Seeking operational excellence, leading users in public and private sector, are integrating and optimizing end-to-end business processes spanning functional silos and crossing traditional IT systems' boundaries. In addition to requiring a good integration strategy this trend is forcing organizations to adopt process orientation and explore Business Process Management Suites as a technology platform to orchestrate, optimize and increase the flexibility of critical operational processes.
What strikes fear in the hearts of business leaders these days? Globalization and commoditization. With three billion new capitalists from China, India and the former Soviet Union ready to engage your company in extreme competition, you’ll have to make deep structural changes in the very ways you operate your business - and that's what Business Process Management is really all about.
Indeed operational innovation - where you forge new relationships across to globe to form extreme supply chains and pursue extreme innovation - is the next true source of competitive advantage.
As organizations adopt BPM and gain experience, new job titles and responsibilities are invented and thrown around on a daily basis: Process Architect. Process Analyst. Business Architect. Business Integration Developer. What do these titles mean? What are the responsibilities associated with these new roles? This panel of solution providers will explore the best mix of roles and responsibilities for a successful process project team.
Are you looking for ways to streamline your core business processes while still providing tailored customer and channel support? Have you considered implementing process improvements but haven’t been able to determine how to integrate changes in a way that supports your key business objectives?
In this session, Pamela Astwood from Symetra Financial will talk about the design and implementation of the Global 360 BPM solution in the Client Services department.
Applying technology is simple and easy if the hard work is done first. This session will focus on the full time and long-term work that must occur prior to technology implementation. For the past 5 years, Bill has been the one who, whether collaborating with Booz Allen Hamilton, a local consultant, or simply members of a District organization, has done the exciting and challenging work of creating the readiness and alignment necessary for organizations to take advantage of technology.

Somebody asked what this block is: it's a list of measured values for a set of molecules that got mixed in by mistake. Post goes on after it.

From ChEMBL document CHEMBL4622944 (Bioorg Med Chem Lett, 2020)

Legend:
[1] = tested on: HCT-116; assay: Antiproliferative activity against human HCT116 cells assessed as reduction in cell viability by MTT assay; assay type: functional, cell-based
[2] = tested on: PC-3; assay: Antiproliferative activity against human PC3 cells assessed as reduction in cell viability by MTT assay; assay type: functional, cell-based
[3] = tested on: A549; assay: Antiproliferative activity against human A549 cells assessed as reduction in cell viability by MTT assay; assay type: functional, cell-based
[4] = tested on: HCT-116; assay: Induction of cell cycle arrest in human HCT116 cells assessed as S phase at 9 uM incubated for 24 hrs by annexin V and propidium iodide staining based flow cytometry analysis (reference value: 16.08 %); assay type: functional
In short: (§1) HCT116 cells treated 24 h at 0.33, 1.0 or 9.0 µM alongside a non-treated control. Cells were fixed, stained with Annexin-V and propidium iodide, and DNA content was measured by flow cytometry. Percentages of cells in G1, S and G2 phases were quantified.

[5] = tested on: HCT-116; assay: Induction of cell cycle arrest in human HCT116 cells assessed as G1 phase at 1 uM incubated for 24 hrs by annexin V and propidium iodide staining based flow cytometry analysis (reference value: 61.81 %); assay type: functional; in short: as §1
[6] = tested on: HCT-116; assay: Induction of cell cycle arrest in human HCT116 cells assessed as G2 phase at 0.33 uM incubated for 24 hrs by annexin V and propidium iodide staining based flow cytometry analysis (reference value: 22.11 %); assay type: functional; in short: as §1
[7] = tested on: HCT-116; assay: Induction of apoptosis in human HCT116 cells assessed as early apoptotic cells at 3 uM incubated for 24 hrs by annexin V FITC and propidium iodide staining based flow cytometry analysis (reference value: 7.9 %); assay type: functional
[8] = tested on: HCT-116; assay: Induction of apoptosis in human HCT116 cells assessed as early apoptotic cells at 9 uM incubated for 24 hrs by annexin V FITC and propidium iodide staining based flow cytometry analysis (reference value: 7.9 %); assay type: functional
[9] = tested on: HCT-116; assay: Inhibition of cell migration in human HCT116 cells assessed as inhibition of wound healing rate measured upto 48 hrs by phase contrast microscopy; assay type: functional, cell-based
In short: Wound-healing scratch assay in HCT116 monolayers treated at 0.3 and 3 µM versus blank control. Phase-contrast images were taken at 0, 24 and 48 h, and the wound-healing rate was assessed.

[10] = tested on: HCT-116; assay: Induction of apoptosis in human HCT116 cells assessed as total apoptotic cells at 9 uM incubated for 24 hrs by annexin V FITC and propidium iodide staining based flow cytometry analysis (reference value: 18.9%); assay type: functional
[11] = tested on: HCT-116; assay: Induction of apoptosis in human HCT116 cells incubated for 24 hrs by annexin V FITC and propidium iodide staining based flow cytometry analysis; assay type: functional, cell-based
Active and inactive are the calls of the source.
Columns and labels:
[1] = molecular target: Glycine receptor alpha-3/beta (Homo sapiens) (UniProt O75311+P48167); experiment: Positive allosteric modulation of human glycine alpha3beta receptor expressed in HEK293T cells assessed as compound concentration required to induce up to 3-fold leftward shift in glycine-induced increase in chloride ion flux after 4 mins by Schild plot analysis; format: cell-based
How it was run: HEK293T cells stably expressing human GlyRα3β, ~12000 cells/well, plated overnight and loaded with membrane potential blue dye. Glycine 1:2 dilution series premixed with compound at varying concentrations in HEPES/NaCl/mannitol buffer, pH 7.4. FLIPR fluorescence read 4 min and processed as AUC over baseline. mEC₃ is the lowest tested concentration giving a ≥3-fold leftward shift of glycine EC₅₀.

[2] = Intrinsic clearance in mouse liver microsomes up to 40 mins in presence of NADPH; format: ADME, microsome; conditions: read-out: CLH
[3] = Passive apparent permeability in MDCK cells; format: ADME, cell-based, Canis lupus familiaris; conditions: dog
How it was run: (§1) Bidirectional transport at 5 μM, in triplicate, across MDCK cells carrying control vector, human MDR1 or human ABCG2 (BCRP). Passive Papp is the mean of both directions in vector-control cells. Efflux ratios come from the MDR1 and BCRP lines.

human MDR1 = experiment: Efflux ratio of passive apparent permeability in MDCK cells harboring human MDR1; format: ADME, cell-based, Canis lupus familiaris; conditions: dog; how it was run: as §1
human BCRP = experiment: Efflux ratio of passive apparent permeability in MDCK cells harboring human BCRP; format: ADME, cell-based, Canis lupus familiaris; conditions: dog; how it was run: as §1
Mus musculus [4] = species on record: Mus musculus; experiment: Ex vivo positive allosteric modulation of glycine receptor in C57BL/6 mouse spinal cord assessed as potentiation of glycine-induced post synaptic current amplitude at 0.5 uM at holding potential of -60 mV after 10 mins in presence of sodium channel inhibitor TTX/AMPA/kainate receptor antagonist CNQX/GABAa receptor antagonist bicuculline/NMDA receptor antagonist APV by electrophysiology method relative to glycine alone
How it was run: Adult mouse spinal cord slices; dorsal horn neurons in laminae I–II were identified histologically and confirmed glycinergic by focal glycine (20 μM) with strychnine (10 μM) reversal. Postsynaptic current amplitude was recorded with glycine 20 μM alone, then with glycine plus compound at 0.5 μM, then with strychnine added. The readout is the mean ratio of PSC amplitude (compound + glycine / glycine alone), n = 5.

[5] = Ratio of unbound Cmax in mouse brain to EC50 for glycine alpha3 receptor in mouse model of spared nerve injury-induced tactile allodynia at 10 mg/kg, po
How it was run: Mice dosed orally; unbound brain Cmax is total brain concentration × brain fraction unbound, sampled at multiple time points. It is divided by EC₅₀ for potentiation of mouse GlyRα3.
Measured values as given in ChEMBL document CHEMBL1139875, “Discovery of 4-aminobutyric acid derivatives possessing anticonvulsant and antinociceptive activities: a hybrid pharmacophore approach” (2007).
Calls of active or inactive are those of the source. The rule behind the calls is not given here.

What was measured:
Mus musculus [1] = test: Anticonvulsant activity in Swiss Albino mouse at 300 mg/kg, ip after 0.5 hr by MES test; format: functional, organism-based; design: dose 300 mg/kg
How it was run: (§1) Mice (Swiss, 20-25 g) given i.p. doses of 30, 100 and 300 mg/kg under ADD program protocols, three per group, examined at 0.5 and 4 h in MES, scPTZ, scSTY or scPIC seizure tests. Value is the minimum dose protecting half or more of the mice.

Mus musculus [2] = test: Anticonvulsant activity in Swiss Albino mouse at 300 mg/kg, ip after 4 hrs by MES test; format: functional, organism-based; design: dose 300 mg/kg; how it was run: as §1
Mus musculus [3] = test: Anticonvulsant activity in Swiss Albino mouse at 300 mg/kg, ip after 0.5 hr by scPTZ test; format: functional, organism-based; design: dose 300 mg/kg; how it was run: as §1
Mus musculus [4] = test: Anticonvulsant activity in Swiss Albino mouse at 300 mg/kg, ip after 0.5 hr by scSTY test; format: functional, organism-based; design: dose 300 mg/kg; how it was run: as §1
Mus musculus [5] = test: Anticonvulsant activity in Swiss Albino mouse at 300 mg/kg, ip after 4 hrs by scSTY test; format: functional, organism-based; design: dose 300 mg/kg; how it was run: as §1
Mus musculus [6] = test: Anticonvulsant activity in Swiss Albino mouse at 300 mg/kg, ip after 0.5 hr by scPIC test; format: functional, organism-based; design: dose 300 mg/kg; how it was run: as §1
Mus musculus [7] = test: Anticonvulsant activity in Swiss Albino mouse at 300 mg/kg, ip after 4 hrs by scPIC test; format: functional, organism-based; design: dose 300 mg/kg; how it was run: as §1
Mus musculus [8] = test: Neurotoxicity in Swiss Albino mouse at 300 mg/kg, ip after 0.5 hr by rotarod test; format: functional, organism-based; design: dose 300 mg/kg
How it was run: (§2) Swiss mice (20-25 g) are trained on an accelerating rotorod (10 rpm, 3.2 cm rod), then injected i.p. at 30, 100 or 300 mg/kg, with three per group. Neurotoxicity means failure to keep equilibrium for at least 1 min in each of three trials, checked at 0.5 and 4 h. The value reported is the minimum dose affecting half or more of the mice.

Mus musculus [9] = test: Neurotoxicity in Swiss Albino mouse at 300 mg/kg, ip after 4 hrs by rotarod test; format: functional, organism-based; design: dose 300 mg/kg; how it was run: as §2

Inside organizations that are doing various kinds of process "work"-whether improvement projects, technology enhancements or process definition and documentation—we often hear a lot of confusion and frustration because people sometimes mean different things when they use the word "process." The most common frustration happens when two people are talking at different "levels" of process—with one person perhaps talking about a big end-to-end process such as order fulfillment while the other person is talking about a single task but one with multiple steps and considerable complexity—yet both are
Every organization believes there is additional speed that can be squeezed from its core processes. Are all processes then inherently slower than they should be? If so, what slows a process down?
There are many reasons in which a process will perform slower than it could. Here are some of the key reasons I have observed over a number of years that will put the brakes on a process:
Handoffs between departments in an organization have a significant impact on process performance.
Changing a process and the relevant jobs, structure, and controls presents unique challenges, so a process redesign project will almost always encounter obstacles, barriers, and pitfalls.
Changing a process and the relevant jobs, structure, and controls presents unique challenges, so a process redesign project will almost always encounter obstacles, barriers, and pitfalls. Research conducted on reengineering projects has uncovered the barriers listed in Table 1.
Table 1: Barriers to Process Redesign
People, processes and systems are the fundamental components of which any company is composed. However, many organizations find that coordinating and managing these elements to achieve business objectives is an enormous challenge. This challenge has intensified in recent years, as information systems have grown exponentially more complex and the business climate has mandated that, to remain competitive, companies must act with greater responsiveness and agility than ever before.
Why Business Process Management and Six Sigma are needed in today’s business environment?
This talk will provide an overview of both Six Sigma and BPM to indicate where there are synergies between the two types of programs.
BPM builds the framework to create strategic alignment, measure business processes using metrics aligned to business goals, and identify performance gaps that have a major impact on the customer and on achieving desired business results.
Six Sigma can be used as the vehicle to implement the methodology, prioritize the projects, stabilize the processes and close the gaps.
Together they provide a process enabled and customer focused enterprise.